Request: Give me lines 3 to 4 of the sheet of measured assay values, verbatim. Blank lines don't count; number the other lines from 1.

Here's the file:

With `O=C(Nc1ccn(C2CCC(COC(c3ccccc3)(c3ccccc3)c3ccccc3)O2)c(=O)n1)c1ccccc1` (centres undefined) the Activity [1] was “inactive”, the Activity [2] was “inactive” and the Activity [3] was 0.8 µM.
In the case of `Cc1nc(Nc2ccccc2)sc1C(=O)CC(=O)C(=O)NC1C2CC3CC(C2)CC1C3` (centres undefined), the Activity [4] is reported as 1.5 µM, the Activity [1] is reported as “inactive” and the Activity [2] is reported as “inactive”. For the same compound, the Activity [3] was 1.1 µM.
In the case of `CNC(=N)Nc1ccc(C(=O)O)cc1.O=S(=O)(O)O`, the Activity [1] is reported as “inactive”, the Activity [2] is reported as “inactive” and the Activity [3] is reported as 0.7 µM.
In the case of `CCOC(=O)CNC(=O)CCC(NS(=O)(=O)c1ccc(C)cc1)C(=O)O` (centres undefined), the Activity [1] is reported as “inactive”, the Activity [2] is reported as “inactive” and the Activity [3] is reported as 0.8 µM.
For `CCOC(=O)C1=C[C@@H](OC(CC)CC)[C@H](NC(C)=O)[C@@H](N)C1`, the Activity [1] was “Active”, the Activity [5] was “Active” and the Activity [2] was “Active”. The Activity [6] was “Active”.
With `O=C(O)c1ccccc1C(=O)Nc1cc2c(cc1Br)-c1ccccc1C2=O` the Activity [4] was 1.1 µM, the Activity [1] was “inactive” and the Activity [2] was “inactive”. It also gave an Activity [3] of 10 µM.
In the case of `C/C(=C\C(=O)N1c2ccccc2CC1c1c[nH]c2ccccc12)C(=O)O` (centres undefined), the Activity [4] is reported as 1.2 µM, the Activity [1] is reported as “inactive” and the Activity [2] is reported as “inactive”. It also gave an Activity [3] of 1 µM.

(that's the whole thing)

In the case of `CNC(=N)Nc1ccc(C(=O)O)cc1.O=S(=O)(O)O`, the Activity [1] is reported as “inactive”, the Activity [2] is reported as “inactive” and the Activity [3] is reported as 0.7 µM.
In the case of `CCOC(=O)CNC(=O)CCC(NS(=O)(=O)c1ccc(C)cc1)C(=O)O` (centres undefined), the Activity [1] is reported as “inactive”, the Activity [2] is reported as “inactive” and the Activity [3] is reported as 0.8 µM.